Glycemic and Lipid Control among Patients with Diabetes at Six U.S. Public Hospitals


Objective. Public hospital systems share a mission to provide access to healthcare regardless of ability to pay. While public hospital systems care for large numbers of socioeconomically vulnerable and ethnically diverse populations who have diabetes, little is known about the quality of diabetes care provided in these sites.

Methods. We assessed the measurement and control of hemoglobin A1c (HbA1c) and lipids (LDL) in a sample of patients with diabetes with ≥2 outpatient visits per year in two consecutive years at one of 6 public hospitals (N=14,222).

Results. High proportions of patients had at least one HbA1c and LDL measurement within 2 years (89% and 88%, respectively). Thirty-five percent had HbA1c<7.0%; 21% had HbA1c≥9.5%; 36% had LDL<100 mg/dl; 10% had LDL>160 mg/dl. Non-White patients and patients who were never insured were most at risk for poor glycemic and lipid control.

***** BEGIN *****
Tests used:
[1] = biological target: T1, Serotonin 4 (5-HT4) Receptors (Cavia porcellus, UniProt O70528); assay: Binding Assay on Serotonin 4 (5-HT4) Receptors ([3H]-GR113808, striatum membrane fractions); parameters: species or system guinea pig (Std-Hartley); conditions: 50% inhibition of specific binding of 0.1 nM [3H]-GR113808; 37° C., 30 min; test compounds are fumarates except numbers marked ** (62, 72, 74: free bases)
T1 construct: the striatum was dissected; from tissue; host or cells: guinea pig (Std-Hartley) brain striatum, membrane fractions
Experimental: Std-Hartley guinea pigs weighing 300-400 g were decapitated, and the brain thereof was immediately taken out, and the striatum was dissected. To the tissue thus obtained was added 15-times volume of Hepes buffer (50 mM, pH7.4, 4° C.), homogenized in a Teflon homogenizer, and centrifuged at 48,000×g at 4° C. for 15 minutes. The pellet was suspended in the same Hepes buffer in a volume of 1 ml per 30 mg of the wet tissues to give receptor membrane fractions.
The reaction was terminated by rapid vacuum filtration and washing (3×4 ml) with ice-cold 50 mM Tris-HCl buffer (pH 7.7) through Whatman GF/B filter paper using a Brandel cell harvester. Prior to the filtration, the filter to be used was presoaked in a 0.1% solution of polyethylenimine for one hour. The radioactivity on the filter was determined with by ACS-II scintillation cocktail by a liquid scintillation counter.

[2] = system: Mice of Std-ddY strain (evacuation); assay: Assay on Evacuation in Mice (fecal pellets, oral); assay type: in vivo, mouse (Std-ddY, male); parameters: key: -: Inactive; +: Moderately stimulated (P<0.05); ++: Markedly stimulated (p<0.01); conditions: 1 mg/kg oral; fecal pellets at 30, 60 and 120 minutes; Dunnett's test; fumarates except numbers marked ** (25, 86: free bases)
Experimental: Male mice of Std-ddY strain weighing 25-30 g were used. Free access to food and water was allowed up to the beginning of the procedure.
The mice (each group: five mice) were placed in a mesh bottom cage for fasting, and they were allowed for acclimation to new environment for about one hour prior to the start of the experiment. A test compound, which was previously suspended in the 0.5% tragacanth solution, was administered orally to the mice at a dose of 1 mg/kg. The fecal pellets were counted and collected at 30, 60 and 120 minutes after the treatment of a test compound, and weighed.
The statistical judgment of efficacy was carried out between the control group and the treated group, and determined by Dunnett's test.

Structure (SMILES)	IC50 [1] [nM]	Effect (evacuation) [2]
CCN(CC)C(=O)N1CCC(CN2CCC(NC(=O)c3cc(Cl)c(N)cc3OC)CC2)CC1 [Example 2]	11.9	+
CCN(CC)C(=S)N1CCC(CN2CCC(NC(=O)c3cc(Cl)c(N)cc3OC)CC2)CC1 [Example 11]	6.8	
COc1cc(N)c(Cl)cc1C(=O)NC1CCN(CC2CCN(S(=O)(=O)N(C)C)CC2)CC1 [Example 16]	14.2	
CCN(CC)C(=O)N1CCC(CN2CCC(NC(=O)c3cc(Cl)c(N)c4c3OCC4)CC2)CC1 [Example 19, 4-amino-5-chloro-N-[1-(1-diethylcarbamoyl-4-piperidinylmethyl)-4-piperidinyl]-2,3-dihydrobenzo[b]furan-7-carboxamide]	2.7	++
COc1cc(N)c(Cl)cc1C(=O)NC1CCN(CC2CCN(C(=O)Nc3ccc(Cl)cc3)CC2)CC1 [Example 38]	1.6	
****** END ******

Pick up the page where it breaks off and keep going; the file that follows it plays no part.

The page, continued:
Conclusions. The quality of care, as measured by glycemic and lipid monitoring and control among ongoing users of public hospital systems, was similar to that of other health systems, but disparities exist across race/ethnicity and insurance status. Because of the critical role these institutions play in providing care to the underserved, research is needed to explore factors contributing to differences in glycemic and lipid control and develop strategies to improve chronic disease management in these systems.